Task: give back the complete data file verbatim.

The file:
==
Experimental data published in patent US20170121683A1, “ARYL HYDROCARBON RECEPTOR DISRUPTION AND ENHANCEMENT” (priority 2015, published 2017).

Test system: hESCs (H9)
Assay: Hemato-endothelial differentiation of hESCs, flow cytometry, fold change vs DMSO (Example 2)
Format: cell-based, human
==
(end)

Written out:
Experimental data published in patent US20170121683A1, “ARYL HYDROCARBON RECEPTOR DISRUPTION AND ENHANCEMENT” (priority 2015, published 2017).

Test system: hESCs (H9)
Assay: Hemato-endothelial differentiation of hESCs, flow cytometry, fold change vs DMSO (Example 2)
Format: cell-based, human